The city and the Oswit Land Trust split the cost of a land appraisal for the 36-hole property, after the Trust approached the city about buying the golf courses with the intent of returning the land to the natural watershed. Obstacles include the cost of the land itself and five to seven more years of a $1 million-per-year debt service on city bonds that were used to build the second Resort Course in 1995.
David Ready, the City Manager for Palm Springs, Calif., said the city is not selling its two municipal golf courses, the Palm Springs Desert Sun reported. At least not yet.
“This was a very initial step of a very long process,” said Ready of the city council’s decision to spend $14,000 to appraise the land on which the 36-hole Tahquitz Creek Golf Resort sits. “And that process will consist of significant public input and I would say a series of council meetings and neighborhood meetings.”
The expenditure of $14,000, approved as a consent calendar item in the city council’s Sept. 24 meeting, covers half the cost of appraising the Tahquitz Creek land, the Desert Sun reported. The other half of the funding will come from a partnership of the Oswit Land Trust and the Trust for Public Land. It is the Oswit Land Trust that has approached the city about buying the golf courses with the intent of returning the land to the natural watershed.
“My belief is in working with the council for 20 years, there is no intention of, hey, we are going to sell it and build houses,” Ready said. “It’s really one of two things. Either the city long term needs to be prepared to run it as a golf course as it concerns the city interest, the citizens’ interest, as a tourist attraction, or if the city determines it is not viable to do that anymore, the best alternative would be to turn it back into natural open space.”
The Oswit Land Trust, operating at the time under the name Save Oswit Canyon, previously partnered with the city to purchase land near west of South Palm Canyon Drive and Bogert Trail at the base of the San Jacinto Mountains in Palm Springs to stop a proposed 230-unit residential housing development, the Desert Sun reported. At the trust’s website, mesquitedesertpreserve.com, Tahquitz Creek is never mentioned, but the site does talk about trying to acquire Mesquite Country Club and the site of the abandoned nine-hole Bel-Air Greens golf course, both west of Tahquitz Creek’s Resort course.
“Both golf course owners are trying to sell to developers. Instead, our vision is to purchase the land and make it a desert preserve for the entire community to enjoy,” the web site states. “This desert preserve would create a beautiful natural desert setting with walking paths, educational plaques, community gardens and more. Just ask yourself, would you rather look at a construction site [or another failed construction site] or a phenomenal desert preserve?”
Tahquitz Creek consists of two 18-holes golf courses, the Legends Course that was bought by the city as it was being built in 1959, and the Resort Course that was built with city bond money and opened in 1995, the Desert Sun reported. There is also a clubhouse and parking lot and a driving range. The Legend Course runs through a residential neighborhood, often with houses on both sides of a hole. The Resort Course runs east and west through the Tahquitz Canyon wash and has no homes along the fairways.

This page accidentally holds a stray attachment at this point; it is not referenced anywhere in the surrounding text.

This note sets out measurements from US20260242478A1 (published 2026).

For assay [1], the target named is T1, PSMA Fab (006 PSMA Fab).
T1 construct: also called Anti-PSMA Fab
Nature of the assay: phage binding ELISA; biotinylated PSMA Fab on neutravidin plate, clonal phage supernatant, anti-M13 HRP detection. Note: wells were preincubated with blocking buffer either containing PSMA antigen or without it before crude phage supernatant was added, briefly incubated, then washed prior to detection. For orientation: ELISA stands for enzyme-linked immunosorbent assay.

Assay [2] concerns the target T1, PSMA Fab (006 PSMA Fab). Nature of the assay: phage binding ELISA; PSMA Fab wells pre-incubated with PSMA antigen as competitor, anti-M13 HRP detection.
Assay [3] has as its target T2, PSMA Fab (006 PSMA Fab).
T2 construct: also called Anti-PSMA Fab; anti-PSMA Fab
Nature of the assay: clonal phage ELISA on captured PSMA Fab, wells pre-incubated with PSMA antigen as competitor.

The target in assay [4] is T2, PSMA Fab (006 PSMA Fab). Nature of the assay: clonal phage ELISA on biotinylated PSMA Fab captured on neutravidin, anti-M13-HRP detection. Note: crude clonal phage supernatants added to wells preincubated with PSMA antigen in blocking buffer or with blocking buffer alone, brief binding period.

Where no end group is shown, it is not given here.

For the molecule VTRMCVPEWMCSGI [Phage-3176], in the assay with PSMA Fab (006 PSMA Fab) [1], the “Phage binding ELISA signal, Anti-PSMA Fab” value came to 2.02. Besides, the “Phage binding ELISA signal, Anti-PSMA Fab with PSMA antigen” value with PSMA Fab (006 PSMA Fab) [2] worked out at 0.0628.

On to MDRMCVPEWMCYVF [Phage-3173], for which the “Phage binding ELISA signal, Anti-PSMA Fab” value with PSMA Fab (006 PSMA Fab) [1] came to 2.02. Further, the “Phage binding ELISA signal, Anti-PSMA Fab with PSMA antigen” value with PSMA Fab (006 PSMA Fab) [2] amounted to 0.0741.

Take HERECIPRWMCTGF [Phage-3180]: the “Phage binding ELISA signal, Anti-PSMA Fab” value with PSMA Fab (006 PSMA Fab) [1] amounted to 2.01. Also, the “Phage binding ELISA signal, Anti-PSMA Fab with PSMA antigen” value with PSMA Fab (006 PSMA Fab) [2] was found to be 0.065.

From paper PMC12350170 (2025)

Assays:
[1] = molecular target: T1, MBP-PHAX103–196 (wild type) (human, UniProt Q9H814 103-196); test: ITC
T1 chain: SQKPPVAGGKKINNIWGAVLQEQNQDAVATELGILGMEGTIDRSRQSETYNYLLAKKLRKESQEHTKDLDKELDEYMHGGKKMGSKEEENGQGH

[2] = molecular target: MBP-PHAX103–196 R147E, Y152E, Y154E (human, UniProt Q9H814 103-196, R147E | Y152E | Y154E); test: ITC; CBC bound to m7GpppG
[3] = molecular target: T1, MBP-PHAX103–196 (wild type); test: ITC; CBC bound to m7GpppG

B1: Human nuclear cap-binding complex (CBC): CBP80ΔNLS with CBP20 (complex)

Ready told the Desert Sun a sale by the city would likely be both courses, not just one, because keeping one golf course would not make economic or business sense.
“Both have to be a golf courses or not at all,” Ready said.
The idea of selling the golf courses stems from a more-than-decade-long slide in participation in the game and the closure of courses across the country including three in the desert in the last 10 years, the Desert Sun reported. While the Tahquitz Creek courses do not make a profit directly for the city, Ready said there are other benefits to the courses, including being an amenity to city residents.
“It’s a cost operational liability,” Ready said. “But it could have other benefits, particularly on the tourism side. The question is, is golf as big a tourism benefit as it was, particularly with more competition in the valley and fewer people playing the game?”
Even if the city moves forward with selling the Tahquitz Creek courses, there may be some obstacles for the Oswit Land Trust in purchasing the courses, the Desert Sun reported. First could be the cost of the land itself, and second could be what Ready called five to seven more years of a $1 million-per-year debt service on the city bonds that were used to build the Resort Course.
“It’s roughly about $1 million a year in debt payment, then we have a 30-year-old golf course that needs significant upgrades in infrastructure or the clubhouse,” Ready said. “A new bond might be brought into the picture.”
Either way, Ready told the Desert Sun nothing will be decided by the city until it hears from citizens, including golfers.
“There are competing interests, but that is why this is just the beginning of a long and extensive discussion including the community and the council,” Ready said. “The overreaching goal, it is my belief, is that whatever occurs will have to serve the community, the neighborhoods and the city.”